Justice Department takes aim at heart of health law

Justice Department takes aim at heart of health law

"In particular, this decision could lead to insurers denying coverage to the 130 million Americans with pre-existing conditions".

While the case has to play out from here, the administration's striking position raises the possibility that major parts of the law could be struck down - a year after the Republican Congress failed at attempts to repeal core provisions.

In announcing the lawsuit back in February, Texas Attorney General Ken Paxton said, "The US Supreme Court already admitted that an individual mandate without a tax penalty is unconstitutional". President Trump has said he wants a repeal and replacement of the law.

Republished with the permission of the Associated Press. "I certainly do not believe the provision on preexisting conditions is unconstitutional". "I think that's a pretty essential pact with the American people", said MacArthur.

"The question is, what does this do to insurance markets now?" said Jost.

But Democrats were already pouncing. "But it's also political malpractice because you've handed us an issue we will ride into the sunset". Conservatives at the time accused the Justice Department of politicization.

Privately, some Republicans involved with midterm races expressed frustration at the move.

Dismantling the ACA could "push people into positions where they have to make decisions on whether they're going to get treatment or whether they're going to eat", said Charlie Quinn, CEO of RECAP, an Orange County nonprofit that provides social services. "Preexisting conditions is something everyone agreed we should keep". The companies were already nervous because of Congress's decision previous year to eliminate the penalty for going without health coverage.

Trump and fellow Republicans in Congress have sought to dismantle Obamacare, which sought to expand insurance coverage to more Americans. Republicans, in turn, were focused on calls by liberals such as Sen.

It's so foolish, in fact, that it could wind up making something like single-payer health care - gasp! - a reality.

Insurers are now in the midst of deciding whether to participate in the individual marketplaces created under the law in 2019 and, if so, what filing rates with state regulators will be. The possibility that a Texas judge could, at the administration's urging, wipe out this rule - with an inevitable appeal to higher courts - introduces a new source of instability that insurers detest.

These two provisions, which have proved extremely popular with Americans, forced major changes to the health insurance industry. It will lead to "renewed uncertainty in the individual market" and a "patchwork of requirements in the states" and make it more challenging to offer coverage next year. It is certainly clear that in zeroing out the individual mandate penalty in 2017, Congress did not mean to bar people with preexisting conditions from insurance. "As of 2019, therefore, the individual mandate will be unconstitutional under controlling Supreme Court precedent holding that 'the federal government does not have the power to order people to buy health insurance, '" the brief says.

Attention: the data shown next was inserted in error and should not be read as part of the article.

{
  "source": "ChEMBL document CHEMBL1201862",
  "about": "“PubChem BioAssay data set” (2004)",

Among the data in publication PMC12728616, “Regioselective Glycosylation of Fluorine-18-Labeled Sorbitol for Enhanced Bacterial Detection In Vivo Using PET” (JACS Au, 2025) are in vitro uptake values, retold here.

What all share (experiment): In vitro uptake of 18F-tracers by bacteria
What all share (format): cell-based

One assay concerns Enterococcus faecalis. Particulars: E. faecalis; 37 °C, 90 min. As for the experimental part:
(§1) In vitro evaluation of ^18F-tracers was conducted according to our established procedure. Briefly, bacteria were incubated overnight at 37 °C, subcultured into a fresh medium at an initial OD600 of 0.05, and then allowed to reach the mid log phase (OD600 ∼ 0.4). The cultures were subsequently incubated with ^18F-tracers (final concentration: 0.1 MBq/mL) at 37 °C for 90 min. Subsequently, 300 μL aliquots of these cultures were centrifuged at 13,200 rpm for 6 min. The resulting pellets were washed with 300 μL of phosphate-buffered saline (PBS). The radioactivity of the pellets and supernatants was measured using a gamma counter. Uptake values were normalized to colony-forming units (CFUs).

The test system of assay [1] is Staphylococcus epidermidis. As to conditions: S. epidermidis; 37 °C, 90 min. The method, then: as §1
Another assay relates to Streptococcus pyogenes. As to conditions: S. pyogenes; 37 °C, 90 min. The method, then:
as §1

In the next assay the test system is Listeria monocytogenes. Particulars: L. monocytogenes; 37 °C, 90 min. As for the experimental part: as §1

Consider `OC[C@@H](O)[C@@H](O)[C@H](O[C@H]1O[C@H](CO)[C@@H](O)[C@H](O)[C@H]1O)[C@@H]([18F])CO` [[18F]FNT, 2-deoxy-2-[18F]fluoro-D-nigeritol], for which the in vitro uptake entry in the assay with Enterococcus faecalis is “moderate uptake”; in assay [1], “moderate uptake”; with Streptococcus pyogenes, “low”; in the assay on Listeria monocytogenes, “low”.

Insurers face a more immediate quandary.

The states argue that after Congress eliminated the penalty for the individual mandate, effective in 2019, as part of last year's tax reform bill, it destabilized other sections of the law. "Insurers hate uncertainty, and they respond to it by hedging their bets and increasing premiums", says Larry Levitt, senior vice president at the Kaiser Family Foundation.

The president has backed new rules that would allow for an expansion of skimpier health plans that do not have to cover a full range of health benefits. United States is an unprecedented dereliction of duty by the Department of Justice (DOJ).

"The pre-existing condition thing is what the ads will be run on", said Blendon. The subsidies for each region within a state are based on a "community rating", which, in turn, takes into account the cost of covering healthy and sick customers.

The Justice Department argued the judge should strike down the section of the law that protects people buying insurance from being charged higher premiums due to their health history.

The Democrats further raised concerns that even if the Justice Department's arguments are unsuccessful, the administration's move could still "raise the cost of health care for most Americans, undermine the economy and weaken our democracy for years to come".

Linda Muller, president and CEO of Cornerstone Healthcare, the mid-Hudson's largest low-income health provider, said it would be disastrous if "an entire class of individuals with pre-existing conditions are targeted" by a federal decision not to support them.

ACA opponents argued even before the legislation creating the ACA was drafted that a mandate would be the equivalent of Congress requiring people who hate broccoli to buy broccoli.